Posted 21 May 2019 - 10:57 AM

I love mine.  For me I think it was more anxiety.  There was a transition period that lasted 2 weeks though.  I was jittery and had no filter.

I have no plans to get off them, I know the condition I was before I started and I ain’t going back to that.

#4 amdirel

Posted 21 May 2019 - 11:12 AM

I actually feel very similar. I think it's just me being overwhelmed with the huge amount of cr@pola I have to deal with in almost every aspect of my life. Depression has crossed my mind, but at the moment I'm just running with the "I'm just overwhelmed" line...

#5 rob^2

Posted 21 May 2019 - 11:23 AM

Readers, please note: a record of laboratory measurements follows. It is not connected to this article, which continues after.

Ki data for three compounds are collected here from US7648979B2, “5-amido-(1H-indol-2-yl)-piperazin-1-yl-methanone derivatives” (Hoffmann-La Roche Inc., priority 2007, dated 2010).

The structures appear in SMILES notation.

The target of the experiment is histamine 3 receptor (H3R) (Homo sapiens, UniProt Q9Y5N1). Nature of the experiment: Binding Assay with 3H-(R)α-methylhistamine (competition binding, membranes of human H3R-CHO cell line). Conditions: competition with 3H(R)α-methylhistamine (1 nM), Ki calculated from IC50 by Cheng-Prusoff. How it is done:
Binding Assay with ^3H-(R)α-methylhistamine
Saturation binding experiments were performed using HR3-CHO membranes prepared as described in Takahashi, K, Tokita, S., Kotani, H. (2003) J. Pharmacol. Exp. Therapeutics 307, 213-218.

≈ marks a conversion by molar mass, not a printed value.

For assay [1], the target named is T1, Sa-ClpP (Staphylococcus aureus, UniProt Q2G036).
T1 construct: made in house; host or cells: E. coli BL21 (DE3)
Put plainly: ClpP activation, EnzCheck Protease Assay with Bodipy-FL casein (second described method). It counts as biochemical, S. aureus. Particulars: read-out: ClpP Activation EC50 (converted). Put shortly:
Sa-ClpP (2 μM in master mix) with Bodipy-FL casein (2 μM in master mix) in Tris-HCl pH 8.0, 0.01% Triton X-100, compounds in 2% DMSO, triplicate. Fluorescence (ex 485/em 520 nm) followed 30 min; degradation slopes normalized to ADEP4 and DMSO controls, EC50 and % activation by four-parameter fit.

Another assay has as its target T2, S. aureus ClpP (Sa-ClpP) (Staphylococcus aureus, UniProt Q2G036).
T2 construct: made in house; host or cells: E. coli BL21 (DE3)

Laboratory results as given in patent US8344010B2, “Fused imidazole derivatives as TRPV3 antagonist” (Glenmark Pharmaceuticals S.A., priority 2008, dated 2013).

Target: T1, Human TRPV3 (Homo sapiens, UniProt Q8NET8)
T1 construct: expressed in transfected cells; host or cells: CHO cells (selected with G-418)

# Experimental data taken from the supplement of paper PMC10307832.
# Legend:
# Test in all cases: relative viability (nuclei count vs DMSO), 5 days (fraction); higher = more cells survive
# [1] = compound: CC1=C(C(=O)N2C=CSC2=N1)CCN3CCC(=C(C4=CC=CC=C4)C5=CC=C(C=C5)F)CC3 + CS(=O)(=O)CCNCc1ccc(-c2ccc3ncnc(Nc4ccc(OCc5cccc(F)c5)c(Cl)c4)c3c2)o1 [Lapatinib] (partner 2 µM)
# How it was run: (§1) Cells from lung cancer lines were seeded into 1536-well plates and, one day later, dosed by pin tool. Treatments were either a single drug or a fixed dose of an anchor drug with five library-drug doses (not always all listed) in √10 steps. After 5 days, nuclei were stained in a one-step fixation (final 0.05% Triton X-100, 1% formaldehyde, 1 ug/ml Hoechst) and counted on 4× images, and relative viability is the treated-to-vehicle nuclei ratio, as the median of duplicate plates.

It sounds like you have reactive or situational depression - understandable seeing as what you are going through.  (as opposed to clinical depression - long term mental health condition).

I hope the work counsellor is understanding and helpful to talk to.  Otherwise is there counselling you can access through you or your husbands medical teams (I would hope there is something subsidized for cancer patients!)?

#6 cinnabubble

Posted 21 May 2019 - 11:48 AM

It all sounds like it’s too much right now. I reckon see the EAP person, but see your GP too.

If the GP prescribes antidepressants there’s almost certainly no harm in taking them for a trial couple of months to see if they help.

I fought the idea of taking antidepressants for years, but they were life changing in the best way. They might be what you need to get out of your own head for a bit.

Edited by cinnabubble, 21 May 2019 - 11:49 AM.


#7 Veritas Vinum Arte

Posted 21 May 2019 - 11:48 AM

Deep breaths. You have waaay too much on your plate at present.